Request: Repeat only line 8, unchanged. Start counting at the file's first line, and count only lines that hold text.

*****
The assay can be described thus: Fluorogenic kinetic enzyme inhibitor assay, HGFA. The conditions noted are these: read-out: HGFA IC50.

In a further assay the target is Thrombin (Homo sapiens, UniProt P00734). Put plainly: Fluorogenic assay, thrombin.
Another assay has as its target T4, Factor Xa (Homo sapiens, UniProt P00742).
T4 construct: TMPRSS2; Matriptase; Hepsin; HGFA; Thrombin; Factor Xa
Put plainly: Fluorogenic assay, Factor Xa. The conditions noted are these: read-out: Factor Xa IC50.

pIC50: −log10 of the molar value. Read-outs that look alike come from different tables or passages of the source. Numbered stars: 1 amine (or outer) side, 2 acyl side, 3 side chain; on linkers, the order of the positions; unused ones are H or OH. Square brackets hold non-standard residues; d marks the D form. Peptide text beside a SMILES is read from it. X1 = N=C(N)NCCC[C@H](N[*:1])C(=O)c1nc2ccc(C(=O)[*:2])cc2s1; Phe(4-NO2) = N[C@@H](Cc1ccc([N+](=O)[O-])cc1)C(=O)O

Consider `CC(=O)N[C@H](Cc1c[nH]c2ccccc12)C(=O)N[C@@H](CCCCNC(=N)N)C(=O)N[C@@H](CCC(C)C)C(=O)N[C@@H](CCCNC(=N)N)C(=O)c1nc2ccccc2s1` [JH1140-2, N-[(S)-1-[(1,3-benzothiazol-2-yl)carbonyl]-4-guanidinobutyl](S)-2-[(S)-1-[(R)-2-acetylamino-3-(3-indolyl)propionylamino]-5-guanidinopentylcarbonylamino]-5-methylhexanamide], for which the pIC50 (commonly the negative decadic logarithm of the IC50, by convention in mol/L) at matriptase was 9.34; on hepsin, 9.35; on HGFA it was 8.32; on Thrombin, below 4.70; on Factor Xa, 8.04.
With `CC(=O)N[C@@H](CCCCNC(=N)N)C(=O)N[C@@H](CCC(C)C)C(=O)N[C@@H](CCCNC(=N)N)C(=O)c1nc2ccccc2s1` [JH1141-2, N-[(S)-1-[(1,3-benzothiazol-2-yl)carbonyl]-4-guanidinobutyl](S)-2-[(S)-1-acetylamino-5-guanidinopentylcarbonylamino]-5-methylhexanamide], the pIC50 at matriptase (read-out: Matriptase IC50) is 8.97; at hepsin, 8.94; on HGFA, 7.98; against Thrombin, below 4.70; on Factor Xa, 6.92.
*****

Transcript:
With `CC(=O)N[C@@H](CCCCNC(=N)N)C(=O)N[C@@H](CCC(C)C)C(=O)N[C@@H](CCCNC(=N)N)C(=O)c1nc2ccccc2s1` [JH1141-2, N-[(S)-1-[(1,3-benzothiazol-2-yl)carbonyl]-4-guanidinobutyl](S)-2-[(S)-1-acetylamino-5-guanidinopentylcarbonylamino]-5-methylhexanamide], the pIC50 at matriptase (read-out: Matriptase IC50) is 8.97; at hepsin, 8.94; on HGFA, 7.98; against Thrombin, below 4.70; on Factor Xa, 6.92.